Regina will perform a delightful selection of popular songs from musical theatre, arias and Christmas favourites and will be joined by pianist Mairead Hurley
Sunday 24th April at 7:30 p.m.
Charing Cross Theatre, London
produced and performed by Regina Nathan SOPRANO
with Robert Chevara DIRECTOR Linnhe Robertson PIANO
My World is My Song is an exciting concert performance starring soprano Regina Nathan and featuring a rich and eclectic mix of songs and arias that enhances the deep connections between the music we love, our everyday experiences and our personal stories.
Regina will perform a thought-provoking, memory-evoking programme of songs from a variety of genres that includes classical arias and more modern hits from legendary storyteller-singer-performers including Janis Ian, Leonard Cohen and Edith Piaf.
Regina Nathan is a well-known Irish soprano who has worked with the RTÉ Concert Orchestra and has sung major soprano roles nationally and internationally. The show is directed by award-winning theatre and opera director Robert Chevara. Regina will be accompanied by Linnhe Robertson of the Guildhall School of Music and Drama.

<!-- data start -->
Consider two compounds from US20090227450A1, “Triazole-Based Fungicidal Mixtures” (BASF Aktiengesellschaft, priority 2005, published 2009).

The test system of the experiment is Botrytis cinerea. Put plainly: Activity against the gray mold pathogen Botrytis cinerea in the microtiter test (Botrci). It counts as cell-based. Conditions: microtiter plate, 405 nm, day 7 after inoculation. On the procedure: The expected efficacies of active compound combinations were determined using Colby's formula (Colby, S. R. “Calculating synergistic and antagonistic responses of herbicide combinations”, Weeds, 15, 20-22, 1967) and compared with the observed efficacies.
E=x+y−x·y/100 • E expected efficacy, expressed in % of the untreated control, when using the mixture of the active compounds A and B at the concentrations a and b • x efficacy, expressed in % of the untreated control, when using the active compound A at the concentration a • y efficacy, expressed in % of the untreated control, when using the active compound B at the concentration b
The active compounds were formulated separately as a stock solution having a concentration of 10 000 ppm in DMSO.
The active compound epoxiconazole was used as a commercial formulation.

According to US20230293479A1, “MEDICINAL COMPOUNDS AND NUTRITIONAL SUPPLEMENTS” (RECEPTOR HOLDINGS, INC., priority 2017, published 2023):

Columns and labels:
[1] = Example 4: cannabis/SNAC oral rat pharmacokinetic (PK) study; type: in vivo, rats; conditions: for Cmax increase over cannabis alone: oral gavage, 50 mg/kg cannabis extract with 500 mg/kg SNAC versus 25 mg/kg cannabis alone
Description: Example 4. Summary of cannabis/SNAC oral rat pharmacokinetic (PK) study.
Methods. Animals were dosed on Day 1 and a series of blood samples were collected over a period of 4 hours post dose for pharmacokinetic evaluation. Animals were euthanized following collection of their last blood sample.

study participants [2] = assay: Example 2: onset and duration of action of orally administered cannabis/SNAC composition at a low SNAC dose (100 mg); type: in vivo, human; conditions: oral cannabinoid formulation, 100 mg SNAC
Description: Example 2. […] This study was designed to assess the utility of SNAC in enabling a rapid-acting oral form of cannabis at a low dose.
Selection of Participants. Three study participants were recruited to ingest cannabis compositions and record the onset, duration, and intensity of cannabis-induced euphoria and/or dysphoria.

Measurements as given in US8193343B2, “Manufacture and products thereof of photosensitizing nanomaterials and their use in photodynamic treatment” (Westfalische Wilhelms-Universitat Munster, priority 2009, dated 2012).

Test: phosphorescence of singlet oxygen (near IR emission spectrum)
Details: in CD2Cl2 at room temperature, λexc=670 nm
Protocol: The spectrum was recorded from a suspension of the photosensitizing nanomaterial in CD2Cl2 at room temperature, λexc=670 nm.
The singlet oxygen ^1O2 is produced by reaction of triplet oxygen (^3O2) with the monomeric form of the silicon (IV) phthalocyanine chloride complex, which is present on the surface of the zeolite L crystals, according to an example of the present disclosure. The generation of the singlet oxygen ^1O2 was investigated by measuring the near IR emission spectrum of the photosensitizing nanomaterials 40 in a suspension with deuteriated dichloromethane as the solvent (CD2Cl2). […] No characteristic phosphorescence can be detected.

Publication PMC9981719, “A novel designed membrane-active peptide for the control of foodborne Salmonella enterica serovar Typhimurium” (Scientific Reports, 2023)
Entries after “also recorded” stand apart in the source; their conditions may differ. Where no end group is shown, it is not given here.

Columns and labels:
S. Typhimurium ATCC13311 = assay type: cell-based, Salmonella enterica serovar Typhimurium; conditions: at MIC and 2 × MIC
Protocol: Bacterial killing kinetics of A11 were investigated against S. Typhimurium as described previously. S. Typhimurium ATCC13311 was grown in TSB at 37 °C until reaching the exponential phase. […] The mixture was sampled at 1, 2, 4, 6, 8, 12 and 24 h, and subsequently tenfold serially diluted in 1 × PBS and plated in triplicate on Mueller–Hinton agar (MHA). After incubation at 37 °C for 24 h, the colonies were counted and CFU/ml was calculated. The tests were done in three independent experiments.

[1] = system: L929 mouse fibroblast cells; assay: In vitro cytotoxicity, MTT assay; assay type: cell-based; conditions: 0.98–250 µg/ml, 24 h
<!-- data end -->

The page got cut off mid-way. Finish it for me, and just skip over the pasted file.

Booking: Charing Cross Theatre, The Arches, Villiers St, London WC2N 6NL
A regular collaborator with Regina, Linnhe Robertson is a renowned Pianist and Music Coach who works with singers and opera companies worldwide. Until recently, she was Head of Vocal Studies in London’s Guildhall School of Music & Drama where she now holds the role of Artistic Consultant for Voice and Opera. She also coaches at the Royal Opera House, Covent Garden and regularly performs as an accompanist in recitals with singers.
Robert Chevara is an award-winning theatre and opera director who divides his time between London and Berlin. He is a former Director of Productions at English Touring Opera. A prolific director and regular collaborator with Regina, he last year directed the Danish premiere of Mike Bartlett’s playsCock / Bull, Britten’s A Midsummer Night’s Dream in Copenhagen and the world premiere of Tennessee Williams’ early plays The Chorus Girl Plays in Chicago and Provincetown. In April, this year, he will direct Williams’ In the bar of a Tokyo Hotel with Linda Marlowe in London’s Charing Cross Theatre.